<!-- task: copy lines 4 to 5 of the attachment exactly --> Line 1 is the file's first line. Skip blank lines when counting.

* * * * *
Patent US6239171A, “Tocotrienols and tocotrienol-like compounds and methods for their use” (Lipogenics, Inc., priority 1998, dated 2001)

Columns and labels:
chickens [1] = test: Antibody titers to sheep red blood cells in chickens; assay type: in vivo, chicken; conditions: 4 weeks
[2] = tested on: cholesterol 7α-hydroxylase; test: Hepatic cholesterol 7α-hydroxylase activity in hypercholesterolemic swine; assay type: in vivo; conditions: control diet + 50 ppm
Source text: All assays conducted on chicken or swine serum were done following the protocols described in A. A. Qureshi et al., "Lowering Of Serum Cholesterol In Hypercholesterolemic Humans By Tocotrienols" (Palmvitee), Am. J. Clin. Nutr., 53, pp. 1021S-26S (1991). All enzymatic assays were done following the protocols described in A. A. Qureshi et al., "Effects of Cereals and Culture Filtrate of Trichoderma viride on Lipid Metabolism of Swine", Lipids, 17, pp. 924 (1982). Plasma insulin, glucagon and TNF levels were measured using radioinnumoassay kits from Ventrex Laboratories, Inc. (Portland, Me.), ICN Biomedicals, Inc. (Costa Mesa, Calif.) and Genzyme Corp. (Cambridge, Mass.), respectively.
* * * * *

[2] = tested on: cholesterol 7α-hydroxylase; test: Hepatic cholesterol 7α-hydroxylase activity in hypercholesterolemic swine; assay type: in vivo; conditions: control diet + 50 ppm
Source text: All assays conducted on chicken or swine serum were done following the protocols described in A. A. Qureshi et al., "Lowering Of Serum Cholesterol In Hypercholesterolemic Humans By Tocotrienols" (Palmvitee), Am. J. Clin. Nutr., 53, pp. 1021S-26S (1991). All enzymatic assays were done following the protocols described in A. A. Qureshi et al., "Effects of Cereals and Culture Filtrate of Trichoderma viride on Lipid Metabolism of Swine", Lipids, 17, pp. 924 (1982). Plasma insulin, glucagon and TNF levels were measured using radioinnumoassay kits from Ventrex Laboratories, Inc. (Portland, Me.), ICN Biomedicals, Inc. (Costa Mesa, Calif.) and Genzyme Corp. (Cambridge, Mass.), respectively.